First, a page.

If We Outlaw Abortion, What Alternatives Are There?
This column originally appeared on Finding (Un)Common Ground.
“You should terminate this one,” the doctor said. I was 37 years old, ten weeks pregnant, and suddenly faced with an unexpected life or death decision. An ultrasound revealed the fetus I was carrying had implanted at the top of my uterus. If it grew up towards my stomach, it threatened to burst a large artery, very likely killing me and the baby it promised to become. My doctor continued, “You already have two healthy children who need you. This is for your safety.”
Safe or not, I didn’t want an abortion. I wanted this baby. Continue reading
You may have seen my new adventure with conservative Christian, Aimee Whetstine, Finding (Un)Common Ground. We believe those from across the divide can engage in civil discourse. We’re doing a she said/she said. Here is my latest post. Come join the dialogue.
Look, I am not generally a conspiracy theorist. But, I’m always more than a little suspicious when legislation is roundly proposed by one party or another and even more suspicious when a single organization seems to be behind the lawmakers who sponsored said legislation. Let’s take the latest 62 voter id laws that have been proposed in 37 states in the last two years. In the vast majority of these laws, conservative Republicans have been leading the charge. And behind them? The Washington, D.C.-based American Legislative Exchange Council (ALEC). Continue reading
(Pardon the swearing. I think he is just trying to make a point).
Pass it on!
Aimee Whetstine might call it an act of God. I think of it more as serendipity. Whatever it was, something brought us together that morning at BlogHer ’12 in New York City, facing off across from each other at the conference’s annual “speed date” meet and greet.
Welcome to BlogHer ’12
I had already met a host of food bloggers, a pack of DIY bloggers, and a few marketers trying to convince me why their products would be a great fit for my blog. But, since I am not much of a cook, can’t sew for the life of me, and don’t take ads on my personal blog, there wasn’t much of a love connection.
And then I met Aimee.
I don’t know about you, but I’m afraid. Could it really be that the foolish, pathetic ramblings of some religious zealot will be the start of World War III? No, I am not taking about Osama Bin Laden. I am talking about Florida-based evangelical Christian pastor, Terry Jones. Continue reading
The Best of America
This column originally appeared on Palo Alto Patch.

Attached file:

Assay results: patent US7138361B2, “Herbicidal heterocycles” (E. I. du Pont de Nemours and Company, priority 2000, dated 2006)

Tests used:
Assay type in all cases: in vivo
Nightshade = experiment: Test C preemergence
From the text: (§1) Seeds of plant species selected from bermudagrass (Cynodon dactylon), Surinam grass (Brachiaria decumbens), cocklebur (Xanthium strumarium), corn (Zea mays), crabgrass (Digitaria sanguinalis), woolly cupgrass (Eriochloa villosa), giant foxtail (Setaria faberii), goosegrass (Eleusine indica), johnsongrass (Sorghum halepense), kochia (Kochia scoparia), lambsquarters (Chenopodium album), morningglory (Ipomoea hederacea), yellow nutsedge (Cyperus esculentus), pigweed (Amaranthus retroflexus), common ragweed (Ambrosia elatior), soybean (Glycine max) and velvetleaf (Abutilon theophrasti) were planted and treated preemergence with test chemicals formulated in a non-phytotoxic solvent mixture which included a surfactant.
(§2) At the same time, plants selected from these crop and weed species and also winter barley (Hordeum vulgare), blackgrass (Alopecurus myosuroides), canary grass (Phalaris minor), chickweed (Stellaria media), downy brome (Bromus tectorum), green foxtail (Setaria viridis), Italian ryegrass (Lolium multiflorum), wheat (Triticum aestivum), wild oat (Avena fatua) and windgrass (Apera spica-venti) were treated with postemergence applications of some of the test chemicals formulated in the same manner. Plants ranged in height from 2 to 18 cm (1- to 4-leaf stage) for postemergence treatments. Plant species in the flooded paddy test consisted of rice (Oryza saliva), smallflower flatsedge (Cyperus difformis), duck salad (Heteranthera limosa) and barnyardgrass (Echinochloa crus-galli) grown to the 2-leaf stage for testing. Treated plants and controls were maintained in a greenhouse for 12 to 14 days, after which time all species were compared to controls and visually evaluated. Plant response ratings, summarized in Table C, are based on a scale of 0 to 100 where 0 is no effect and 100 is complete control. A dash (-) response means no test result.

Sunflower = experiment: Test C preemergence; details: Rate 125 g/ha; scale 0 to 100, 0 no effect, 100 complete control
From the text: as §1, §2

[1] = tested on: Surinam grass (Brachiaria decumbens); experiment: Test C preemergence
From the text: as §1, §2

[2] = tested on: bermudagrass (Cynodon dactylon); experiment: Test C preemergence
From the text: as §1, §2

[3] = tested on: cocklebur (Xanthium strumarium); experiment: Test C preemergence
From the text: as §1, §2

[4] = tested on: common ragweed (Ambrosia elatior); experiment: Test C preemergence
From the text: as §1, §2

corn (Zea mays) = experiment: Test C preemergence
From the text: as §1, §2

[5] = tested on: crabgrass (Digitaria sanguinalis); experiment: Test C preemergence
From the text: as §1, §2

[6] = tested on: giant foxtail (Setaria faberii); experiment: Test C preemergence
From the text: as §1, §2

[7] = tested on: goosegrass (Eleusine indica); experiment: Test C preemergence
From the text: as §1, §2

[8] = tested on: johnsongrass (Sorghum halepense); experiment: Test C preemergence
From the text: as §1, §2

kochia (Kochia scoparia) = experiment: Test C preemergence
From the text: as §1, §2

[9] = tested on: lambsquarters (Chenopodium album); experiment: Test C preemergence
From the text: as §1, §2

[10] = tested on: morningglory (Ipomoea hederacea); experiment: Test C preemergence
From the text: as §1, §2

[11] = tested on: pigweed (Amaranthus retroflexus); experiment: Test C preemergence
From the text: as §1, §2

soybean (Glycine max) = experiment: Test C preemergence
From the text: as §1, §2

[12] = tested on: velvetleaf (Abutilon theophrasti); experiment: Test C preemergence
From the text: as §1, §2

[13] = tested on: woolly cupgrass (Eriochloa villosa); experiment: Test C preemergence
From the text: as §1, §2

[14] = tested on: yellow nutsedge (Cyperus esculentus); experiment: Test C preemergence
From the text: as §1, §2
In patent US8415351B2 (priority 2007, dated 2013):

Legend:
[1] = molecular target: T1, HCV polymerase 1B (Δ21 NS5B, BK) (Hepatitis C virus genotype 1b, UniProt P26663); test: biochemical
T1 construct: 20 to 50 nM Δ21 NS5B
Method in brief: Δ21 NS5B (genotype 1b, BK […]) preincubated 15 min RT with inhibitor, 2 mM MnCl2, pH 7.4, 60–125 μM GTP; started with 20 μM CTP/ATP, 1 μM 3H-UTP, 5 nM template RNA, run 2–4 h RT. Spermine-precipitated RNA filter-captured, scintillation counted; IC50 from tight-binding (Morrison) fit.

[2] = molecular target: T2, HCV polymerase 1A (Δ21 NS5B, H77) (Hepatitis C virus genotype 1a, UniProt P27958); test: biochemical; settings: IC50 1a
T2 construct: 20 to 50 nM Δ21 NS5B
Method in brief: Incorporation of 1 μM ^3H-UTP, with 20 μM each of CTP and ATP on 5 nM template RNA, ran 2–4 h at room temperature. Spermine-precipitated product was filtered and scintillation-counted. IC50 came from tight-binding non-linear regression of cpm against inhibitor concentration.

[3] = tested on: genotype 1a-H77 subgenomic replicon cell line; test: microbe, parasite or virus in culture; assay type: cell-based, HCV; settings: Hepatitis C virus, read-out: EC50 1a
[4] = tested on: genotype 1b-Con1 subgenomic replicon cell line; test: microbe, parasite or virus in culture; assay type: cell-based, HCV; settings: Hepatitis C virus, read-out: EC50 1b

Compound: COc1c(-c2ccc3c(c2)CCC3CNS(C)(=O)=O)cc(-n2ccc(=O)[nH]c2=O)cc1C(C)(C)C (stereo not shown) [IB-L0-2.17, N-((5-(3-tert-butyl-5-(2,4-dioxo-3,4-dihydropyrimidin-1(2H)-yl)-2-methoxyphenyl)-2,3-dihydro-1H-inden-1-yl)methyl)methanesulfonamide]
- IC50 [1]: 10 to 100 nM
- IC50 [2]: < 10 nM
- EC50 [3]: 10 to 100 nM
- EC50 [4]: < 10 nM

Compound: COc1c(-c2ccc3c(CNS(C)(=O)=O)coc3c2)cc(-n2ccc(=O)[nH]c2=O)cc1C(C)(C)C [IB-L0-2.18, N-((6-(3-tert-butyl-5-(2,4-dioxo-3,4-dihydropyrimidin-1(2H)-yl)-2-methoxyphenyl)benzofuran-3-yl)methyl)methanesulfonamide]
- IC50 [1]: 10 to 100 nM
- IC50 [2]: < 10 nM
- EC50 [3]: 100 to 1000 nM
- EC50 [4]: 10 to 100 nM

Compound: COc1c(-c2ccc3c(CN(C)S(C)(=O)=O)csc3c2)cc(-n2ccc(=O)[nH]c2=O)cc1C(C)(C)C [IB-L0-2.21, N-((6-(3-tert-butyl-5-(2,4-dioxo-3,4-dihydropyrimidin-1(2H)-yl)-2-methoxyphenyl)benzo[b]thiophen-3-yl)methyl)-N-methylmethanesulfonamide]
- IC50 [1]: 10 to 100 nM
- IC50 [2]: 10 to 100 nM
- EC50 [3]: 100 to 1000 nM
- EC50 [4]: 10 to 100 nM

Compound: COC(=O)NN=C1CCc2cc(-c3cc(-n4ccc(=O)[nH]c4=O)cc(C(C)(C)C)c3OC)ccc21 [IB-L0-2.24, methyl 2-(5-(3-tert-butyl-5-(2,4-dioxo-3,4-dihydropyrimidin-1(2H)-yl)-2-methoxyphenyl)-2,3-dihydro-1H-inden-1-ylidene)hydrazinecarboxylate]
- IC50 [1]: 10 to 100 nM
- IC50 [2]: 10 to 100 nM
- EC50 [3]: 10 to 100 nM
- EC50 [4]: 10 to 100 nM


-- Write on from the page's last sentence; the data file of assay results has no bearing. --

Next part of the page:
It’s been a relaxing week now that I am finally on vacation. Between sunbathing on the beach, reading in the hammock, and kayaking along the bay, I’ve been busy doing nothing. Most mornings I wake up not sure what the day will bring. But you can be darn sure I know what I’ll be doing on Wednesday, August 1st: donating to organizations that support gay rights.
I vowed to have a media free holiday and so I turned off the TV, suspended my newspaper subscription, ignored my Twitter feed, turned away from Facebook, and only checked email once a day. As a result, I had no idea Chick-fil-A’s President and COO, Dan Cathy, stirred up a hornet’s nest by declaring his company supports “the traditional family.”
He went on to say, “I pray God’s mercy on our generation that has such a prideful, arrogant attitude to think that we have the audacity to try to redefine what marriage is about.”
Huh? Continue reading
This essay originally appeared in Palo Alto Patch.
Reinstating The Draft Would Benefit Us All
It seemed so innocuous, just a little box at the bottom of the Free Application for Federal Student Aid (FAFSA). But the box was so much more than it appeared, because when my recently turned 18-year-old son checked said box, it meant he was now officially registered for the draft.
I wouldn’t have given it much thought until I realized the draft is in the news again. At the Aspen Ideas Festival hosted earlier this month, Gen. Stanley McChrystal, the former top commander of international forces in Afghanistan, argued for reinstatement of the draft.
He said, “I think if a nation goes to war, every town, every city needs to be at risk. You make that decision and everybody has skin in the game.” Continue reading